21. The system according to claim 12, wherein said one or more circuits are operable to control an inter-frame gap between said one or more Ethernet frames, a signal constellation utilized for representing data on said network link, a symbol rate on said network link, and/or a number of pulse amplitude modulation (PAM) levels utilized for signaling on said network link based a data rate required to meet latency targets for said one or more Ethernet frames.
22. The system according to claim 12, wherein said one or more circuits are operable to deliver and/or receive said supply power in accordance with USB standards.
Description
CROSS-REFERENCE TO RELATED APPLICATIONS/INCORPORATION BY REFERENCE

This patent application makes reference to, claims priority to and claims benefit from U.S. Provisional Patent Application Ser. No. 61/014,332 filed on Dec. 17, 2007.

The above stated provisional application is hereby incorporated herein by reference in its entirety.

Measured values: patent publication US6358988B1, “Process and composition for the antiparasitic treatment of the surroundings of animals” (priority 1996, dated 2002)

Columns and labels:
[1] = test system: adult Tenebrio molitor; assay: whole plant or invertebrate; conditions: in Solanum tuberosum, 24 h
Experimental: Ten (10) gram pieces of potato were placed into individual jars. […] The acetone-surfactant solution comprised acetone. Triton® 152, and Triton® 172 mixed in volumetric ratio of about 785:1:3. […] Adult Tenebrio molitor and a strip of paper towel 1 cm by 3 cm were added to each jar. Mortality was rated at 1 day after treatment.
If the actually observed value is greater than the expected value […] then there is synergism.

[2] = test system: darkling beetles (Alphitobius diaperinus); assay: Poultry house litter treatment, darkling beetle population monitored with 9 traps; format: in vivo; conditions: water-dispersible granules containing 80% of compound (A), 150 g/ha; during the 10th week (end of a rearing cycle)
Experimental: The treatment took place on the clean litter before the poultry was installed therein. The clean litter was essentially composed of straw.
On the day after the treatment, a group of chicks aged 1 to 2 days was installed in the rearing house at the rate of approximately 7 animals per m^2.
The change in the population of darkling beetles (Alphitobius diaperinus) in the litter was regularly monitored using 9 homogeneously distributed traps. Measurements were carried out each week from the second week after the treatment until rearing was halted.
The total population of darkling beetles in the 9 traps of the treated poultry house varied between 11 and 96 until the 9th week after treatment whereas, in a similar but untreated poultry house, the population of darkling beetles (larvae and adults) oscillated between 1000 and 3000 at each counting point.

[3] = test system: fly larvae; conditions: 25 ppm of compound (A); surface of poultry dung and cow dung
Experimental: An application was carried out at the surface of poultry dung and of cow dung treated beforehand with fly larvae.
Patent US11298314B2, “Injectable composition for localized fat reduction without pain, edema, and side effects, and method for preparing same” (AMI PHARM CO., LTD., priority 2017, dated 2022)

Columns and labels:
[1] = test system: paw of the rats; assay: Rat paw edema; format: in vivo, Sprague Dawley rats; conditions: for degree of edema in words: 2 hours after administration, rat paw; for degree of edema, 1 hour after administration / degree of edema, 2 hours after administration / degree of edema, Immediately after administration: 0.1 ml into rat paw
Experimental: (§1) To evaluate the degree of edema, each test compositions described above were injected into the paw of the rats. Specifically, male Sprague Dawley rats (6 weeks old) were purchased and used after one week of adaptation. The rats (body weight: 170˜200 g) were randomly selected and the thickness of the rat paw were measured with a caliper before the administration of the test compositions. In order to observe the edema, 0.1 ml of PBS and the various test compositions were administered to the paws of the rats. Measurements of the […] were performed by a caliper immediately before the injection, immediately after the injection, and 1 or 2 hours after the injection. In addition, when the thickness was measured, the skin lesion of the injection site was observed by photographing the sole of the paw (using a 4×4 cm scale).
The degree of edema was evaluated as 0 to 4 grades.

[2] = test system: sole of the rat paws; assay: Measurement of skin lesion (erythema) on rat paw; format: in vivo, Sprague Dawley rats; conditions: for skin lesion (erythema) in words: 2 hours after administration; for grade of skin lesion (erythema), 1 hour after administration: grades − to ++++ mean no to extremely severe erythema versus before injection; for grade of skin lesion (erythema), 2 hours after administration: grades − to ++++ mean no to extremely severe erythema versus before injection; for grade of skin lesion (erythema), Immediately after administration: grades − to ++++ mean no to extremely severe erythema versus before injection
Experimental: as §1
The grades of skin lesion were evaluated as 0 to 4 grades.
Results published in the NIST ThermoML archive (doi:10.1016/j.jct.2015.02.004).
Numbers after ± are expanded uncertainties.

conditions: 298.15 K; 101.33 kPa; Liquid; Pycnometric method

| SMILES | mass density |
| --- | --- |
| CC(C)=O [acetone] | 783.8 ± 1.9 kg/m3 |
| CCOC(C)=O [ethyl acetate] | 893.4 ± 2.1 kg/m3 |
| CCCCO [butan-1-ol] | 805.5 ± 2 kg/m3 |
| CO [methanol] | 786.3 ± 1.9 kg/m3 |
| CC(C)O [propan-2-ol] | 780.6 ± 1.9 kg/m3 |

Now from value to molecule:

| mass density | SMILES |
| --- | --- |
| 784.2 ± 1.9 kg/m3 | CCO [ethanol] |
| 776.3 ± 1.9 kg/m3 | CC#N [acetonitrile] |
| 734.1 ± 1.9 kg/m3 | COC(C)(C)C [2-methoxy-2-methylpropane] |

FIELD OF THE INVENTION

Certain embodiments of the invention relate to signal processing. More specifically, certain embodiments of the invention relate to a method and system for utilizing a single connection for efficient delivery of power and multimedia information.

BACKGROUND OF THE INVENTION

The generation and rendering of high end graphics often involves the movement of large quantities of data. Frequently the data is stored in a server, from which it may be accessed by users at computer workstations via a network. Once the data is received at the computer workstation, the graphics may be displayed on an attached video monitor. In many cases the video monitor is physically separate and has been conventionally attached to the computer workstation via an analog interface, such as a video graphics array (VGA) interface, or a digital interface such as a digital visual interface (DVI). In a typical configuration, an interface in the computer workstation is connected to a compatible interface in the video monitor via an interstitial connector, such as a cable.